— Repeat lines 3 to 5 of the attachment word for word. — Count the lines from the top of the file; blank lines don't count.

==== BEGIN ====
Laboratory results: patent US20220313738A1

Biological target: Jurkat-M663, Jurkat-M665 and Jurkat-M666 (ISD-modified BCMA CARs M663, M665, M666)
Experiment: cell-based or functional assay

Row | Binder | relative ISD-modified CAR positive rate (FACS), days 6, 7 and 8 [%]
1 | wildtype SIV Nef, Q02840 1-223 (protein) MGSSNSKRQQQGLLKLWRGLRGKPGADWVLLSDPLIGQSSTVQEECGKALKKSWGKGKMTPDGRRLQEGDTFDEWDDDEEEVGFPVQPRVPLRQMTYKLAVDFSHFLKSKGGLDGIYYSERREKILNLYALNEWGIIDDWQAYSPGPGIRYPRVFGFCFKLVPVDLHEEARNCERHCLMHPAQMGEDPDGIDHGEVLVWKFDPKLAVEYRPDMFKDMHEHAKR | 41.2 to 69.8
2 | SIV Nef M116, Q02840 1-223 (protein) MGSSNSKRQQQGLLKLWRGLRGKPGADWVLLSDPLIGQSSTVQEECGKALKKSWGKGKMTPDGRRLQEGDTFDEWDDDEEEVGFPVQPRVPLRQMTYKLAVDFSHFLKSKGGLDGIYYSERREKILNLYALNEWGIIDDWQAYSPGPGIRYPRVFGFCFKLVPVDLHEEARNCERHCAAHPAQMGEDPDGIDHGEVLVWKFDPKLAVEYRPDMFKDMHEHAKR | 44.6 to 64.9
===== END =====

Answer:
Experiment: cell-based or functional assay

Row | Binder | relative ISD-modified CAR positive rate (FACS), days 6, 7 and 8 [%]
1 | wildtype SIV Nef, Q02840 1-223 (protein) MGSSNSKRQQQGLLKLWRGLRGKPGADWVLLSDPLIGQSSTVQEECGKALKKSWGKGKMTPDGRRLQEGDTFDEWDDDEEEVGFPVQPRVPLRQMTYKLAVDFSHFLKSKGGLDGIYYSERREKILNLYALNEWGIIDDWQAYSPGPGIRYPRVFGFCFKLVPVDLHEEARNCERHCLMHPAQMGEDPDGIDHGEVLVWKFDPKLAVEYRPDMFKDMHEHAKR | 41.2 to 69.8